Gallup's work with a healthcare network demonstrates how employee engagement creates a foundation for a culture of compliance. A large network of medical care facilities partnered with Gallup to understand, measure and strengthen its culture. When this initiative began, the patient mortality rate was considered average by national standards, yet was inflated by as much as 40 percent because of preventable issues like facility-acquired conditions – including serious infections, injuries because of falls, surgical site infections and food aspiration. The company's overall employee engagement rate was below the 10th percentile in Gallup's employee engagement database, and patients suffered as a result.
Over the next several years, the health system worked to improve employee engagement at all levels, from the executive suite to the front line, with a goal to boost engagement from below the 10th percentile to the 90th. As a crucial first step, the company's leaders narrowed their leadership priorities from 30 to three, to focus on these areas: employees, patient care and physician partnership. Leaders set the tone for the culture they wanted all employees to create by providing a renewed focus on employee engagement, safety and risk management.
Building and improving employee engagement have had a profound impact on patient care and mortality. After years of working with the organization, Gallup found that engaged employees were doing the right thing even when no one was looking. By working together, leaders and employees created a culture that positively shaped employee behavior. Over a seven-year period, overall employee engagement rose to the 90th percentile in Gallup's employee engagement database, while patient mortality and complications were reduced. And data showed that higher nurse engagement related to a reduced number of patient falls and serious hospital-acquired wounds. By following a disciplined approach, the organization created a stronger culture and improved outcomes for patients.
Benefits of Using New Methods
Old, imprecise methods of assessing risk management are ineffective, leaving companies running to put out fire after fire. In contrast, data-driven risk management methods predict where fires will break out, helping companies to take actions that can prevent fires from starting. To reap these benefits, though, early intervention is crucial, before internal problems occur that lead to compliance, legal or regulatory failures. The benefits of data-driven risk management methods include:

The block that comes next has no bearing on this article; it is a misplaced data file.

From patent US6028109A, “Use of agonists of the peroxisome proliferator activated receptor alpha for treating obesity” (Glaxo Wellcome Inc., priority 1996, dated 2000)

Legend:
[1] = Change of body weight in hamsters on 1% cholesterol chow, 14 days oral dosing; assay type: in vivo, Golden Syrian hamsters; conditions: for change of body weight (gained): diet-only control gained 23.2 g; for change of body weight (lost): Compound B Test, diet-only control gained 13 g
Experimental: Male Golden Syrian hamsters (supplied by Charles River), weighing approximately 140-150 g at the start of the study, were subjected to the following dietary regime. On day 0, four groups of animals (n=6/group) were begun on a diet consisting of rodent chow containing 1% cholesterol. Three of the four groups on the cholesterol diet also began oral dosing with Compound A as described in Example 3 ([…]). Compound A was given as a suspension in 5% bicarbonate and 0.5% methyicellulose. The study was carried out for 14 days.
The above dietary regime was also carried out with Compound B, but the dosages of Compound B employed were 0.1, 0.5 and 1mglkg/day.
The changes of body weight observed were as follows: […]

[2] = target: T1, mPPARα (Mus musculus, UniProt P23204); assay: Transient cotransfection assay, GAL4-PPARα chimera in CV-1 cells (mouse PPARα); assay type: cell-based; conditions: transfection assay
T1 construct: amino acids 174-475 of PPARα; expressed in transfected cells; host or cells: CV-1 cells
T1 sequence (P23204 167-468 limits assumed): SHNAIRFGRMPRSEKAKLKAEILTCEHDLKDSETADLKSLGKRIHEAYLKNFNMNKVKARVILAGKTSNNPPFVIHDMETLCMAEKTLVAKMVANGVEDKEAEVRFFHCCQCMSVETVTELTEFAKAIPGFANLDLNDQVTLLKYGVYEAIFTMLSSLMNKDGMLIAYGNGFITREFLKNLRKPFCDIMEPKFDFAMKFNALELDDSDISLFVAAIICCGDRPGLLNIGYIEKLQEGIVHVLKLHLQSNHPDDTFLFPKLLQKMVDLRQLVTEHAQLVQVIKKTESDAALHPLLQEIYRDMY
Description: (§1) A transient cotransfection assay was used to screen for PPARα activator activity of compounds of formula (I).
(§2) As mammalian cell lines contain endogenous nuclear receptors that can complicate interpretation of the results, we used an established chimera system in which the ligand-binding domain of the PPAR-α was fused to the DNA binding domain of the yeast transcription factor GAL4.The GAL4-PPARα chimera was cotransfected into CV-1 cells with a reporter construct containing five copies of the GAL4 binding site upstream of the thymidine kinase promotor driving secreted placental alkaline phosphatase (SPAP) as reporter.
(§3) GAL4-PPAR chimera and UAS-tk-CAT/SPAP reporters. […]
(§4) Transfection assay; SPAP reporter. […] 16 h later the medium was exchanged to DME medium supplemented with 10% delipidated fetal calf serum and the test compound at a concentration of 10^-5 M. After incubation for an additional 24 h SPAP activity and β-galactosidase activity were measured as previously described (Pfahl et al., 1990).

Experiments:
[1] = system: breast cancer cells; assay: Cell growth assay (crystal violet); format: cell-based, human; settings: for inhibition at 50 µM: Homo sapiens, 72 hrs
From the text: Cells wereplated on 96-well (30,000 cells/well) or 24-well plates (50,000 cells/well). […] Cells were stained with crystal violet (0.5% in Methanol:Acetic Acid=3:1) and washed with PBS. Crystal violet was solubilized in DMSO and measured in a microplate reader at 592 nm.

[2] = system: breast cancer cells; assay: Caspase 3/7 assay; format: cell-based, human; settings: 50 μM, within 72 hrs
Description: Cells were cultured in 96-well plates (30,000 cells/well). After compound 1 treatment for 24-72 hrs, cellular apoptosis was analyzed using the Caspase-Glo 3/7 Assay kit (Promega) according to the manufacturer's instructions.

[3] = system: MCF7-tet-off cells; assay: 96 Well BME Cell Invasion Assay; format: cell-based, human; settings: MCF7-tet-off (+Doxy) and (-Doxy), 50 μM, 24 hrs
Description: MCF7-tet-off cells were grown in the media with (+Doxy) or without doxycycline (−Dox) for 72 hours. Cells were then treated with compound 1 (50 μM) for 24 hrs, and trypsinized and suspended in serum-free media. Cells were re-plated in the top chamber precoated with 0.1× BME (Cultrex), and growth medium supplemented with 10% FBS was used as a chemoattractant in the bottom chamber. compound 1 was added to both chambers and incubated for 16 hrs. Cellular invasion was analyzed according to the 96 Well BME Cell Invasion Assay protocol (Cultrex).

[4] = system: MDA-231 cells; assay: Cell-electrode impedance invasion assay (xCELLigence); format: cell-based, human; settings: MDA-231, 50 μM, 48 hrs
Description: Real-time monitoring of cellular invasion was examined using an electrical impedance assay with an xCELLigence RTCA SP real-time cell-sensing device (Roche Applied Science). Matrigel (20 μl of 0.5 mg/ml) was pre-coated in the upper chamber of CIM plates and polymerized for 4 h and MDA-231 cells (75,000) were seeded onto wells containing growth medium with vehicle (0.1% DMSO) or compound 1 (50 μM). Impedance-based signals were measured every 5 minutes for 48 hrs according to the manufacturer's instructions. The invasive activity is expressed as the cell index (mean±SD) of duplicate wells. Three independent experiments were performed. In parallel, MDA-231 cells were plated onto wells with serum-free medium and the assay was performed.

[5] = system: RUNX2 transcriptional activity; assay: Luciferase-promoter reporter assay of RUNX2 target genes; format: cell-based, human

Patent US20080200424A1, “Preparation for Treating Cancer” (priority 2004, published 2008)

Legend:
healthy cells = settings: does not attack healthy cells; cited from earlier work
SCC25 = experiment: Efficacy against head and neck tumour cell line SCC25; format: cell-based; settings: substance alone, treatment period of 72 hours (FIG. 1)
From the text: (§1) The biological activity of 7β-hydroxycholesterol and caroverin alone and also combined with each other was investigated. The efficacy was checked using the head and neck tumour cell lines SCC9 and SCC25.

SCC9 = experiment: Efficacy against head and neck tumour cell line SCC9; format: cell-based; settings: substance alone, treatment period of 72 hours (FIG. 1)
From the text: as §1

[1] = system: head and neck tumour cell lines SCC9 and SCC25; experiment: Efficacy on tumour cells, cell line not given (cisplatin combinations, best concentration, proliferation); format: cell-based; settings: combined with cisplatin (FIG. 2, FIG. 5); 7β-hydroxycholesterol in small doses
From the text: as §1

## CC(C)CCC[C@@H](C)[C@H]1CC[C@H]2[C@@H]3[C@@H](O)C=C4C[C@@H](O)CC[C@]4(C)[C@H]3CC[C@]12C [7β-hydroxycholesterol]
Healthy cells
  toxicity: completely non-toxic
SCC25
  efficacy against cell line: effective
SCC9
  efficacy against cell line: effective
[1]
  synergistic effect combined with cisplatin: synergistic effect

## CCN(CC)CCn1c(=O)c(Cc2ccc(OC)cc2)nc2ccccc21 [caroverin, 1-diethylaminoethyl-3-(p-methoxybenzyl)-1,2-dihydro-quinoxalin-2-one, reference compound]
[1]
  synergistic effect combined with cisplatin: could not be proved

Real-time results. Data-driven risk management methods allow leaders to collect relevant information in real time to understand where potential risks may lie, such as fraud detection within a financial services company. Real-time data empower leaders to spot potentially risky situations before they occur and deploy resources to prevent them from occurring.
Local data. Data-driven risk management methods enable leaders to home in on particular groups or teams of employees, customers, contractors or vendors whose actions may be putting the organization at risk. Analyzing tracking data collected with outdated methods, such as annual surveys with a random sample rather than a census of employees, might indicate that a retail company is at increased risk for employee theft, but it can't reveal the locations where the company should focus its attention to prevent it. In contrast, analyzing tracking data collected at the local level could allow leaders to pinpoint areas that are at risk more efficiently and effectively, enabling them to develop a targeted response to reduce that risk.
Predictive analytics. Using data-driven methods and predictive analytics, companies can establish relationships among events or actions that may predict risk within a company. Data analysis enables the company to scrutinize patterns and establish linkages between data and events that can paint a comprehensive picture of risk inside the organization. For example, certain hospital shifts or departments may have a higher risk of patient safety incidents. But employee engagement levels may vary on those shifts. A predictive analytics dashboard could identify which shifts, departments or teams may be more at risk based on the group's culture, providing an early warning sign to leaders.